• Strategic Plans that Emphasize and Reward Individual Contributions – Plans that are strategic in nature must have a tactical side that has buy-in at the individual level. It is the individual contributions that contribute to the whole enterprise. Willingness to take risk is more likely and an increased need to show urgent results begins with individual tactical objectives. If the individual can be convinced that the risk is indeed worth the reward, the forward motion should be evident internally by revenue growth and externally by increased brand cache.
• Definition of Maximum Risk Acceptance – Small changes will have only small consequences, just as common sense suggests they should.8 But unfortunately, common sense may not always be the best guide when it comes to understanding the consequences of risk acceptance. Guidelines within each individual organization and each department within that organization have to be established. Without knowing the boundaries of acceptance, risk becomes an individual behavior that is subject to personal heuristics and biases, and not organizational definition.
• Objectivity in Performance Measurements - Maximum returns with minimal risk is very prevalent within the business environment. The use of metrics has provided a more objective approach to challenges faced as an organization and those that are faced with individual demands. The use of performance measurement in conjunction with a comprehensive compensation plan pushes the individual to step outside the comfort zone to take risks that will provide monetary reward if successful. Compensation models should to be considered in conjunction with the level of risk the company is willing to accept when a decision is made by one of its employees. Stock options or uncollateralized employee loans are excellent examples of companies willing to accept the upside of risky decisions and slow to make accountable the employee or ownership is a decision produces poor results.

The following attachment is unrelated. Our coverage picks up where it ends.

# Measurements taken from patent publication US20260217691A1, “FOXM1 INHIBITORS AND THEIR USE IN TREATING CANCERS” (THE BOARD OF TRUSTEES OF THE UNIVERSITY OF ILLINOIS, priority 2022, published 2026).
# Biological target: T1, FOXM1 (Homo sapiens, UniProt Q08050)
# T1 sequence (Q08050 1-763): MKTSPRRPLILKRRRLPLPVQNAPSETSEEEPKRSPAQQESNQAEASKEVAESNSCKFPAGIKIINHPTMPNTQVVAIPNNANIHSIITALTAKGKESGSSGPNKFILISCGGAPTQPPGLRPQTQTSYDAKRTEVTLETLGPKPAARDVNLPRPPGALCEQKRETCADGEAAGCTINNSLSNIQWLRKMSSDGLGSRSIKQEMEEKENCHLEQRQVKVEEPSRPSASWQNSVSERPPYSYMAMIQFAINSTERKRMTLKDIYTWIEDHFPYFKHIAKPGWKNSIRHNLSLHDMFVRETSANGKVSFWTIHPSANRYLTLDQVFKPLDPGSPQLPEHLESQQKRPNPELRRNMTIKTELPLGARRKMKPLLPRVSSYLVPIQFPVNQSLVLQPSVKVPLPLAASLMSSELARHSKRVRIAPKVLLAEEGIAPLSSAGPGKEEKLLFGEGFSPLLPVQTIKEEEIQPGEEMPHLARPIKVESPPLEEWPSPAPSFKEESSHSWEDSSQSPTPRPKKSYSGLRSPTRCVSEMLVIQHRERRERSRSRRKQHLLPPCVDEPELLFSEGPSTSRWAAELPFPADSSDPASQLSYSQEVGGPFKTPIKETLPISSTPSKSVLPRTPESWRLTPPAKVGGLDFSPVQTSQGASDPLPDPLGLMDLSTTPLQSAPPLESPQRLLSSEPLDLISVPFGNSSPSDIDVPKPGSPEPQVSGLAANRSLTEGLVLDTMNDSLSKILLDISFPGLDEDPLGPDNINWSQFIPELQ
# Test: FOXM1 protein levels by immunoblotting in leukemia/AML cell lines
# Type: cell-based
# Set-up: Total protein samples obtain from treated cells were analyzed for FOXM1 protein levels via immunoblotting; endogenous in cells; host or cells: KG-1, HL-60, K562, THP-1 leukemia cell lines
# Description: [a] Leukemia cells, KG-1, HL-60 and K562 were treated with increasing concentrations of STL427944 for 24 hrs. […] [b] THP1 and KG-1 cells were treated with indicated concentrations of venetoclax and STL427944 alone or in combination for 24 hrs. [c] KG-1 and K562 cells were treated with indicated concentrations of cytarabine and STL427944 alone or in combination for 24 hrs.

• Repositioning as Economic Change Requires – Even the best captains occasionally have to change direction in order to get their ship to port. So also do companies in order to remain viable players in the economic arena. Many organizations often have to “re-invent” themselves in order to move forward. Because the future is uncertain and no business has a crystal ball, the use of repositioning serves to keep many businesses viable when economic change occurs. This can be done through merger or acquisition. It can also be done through planned diversification of product lines or sales channels within a core market.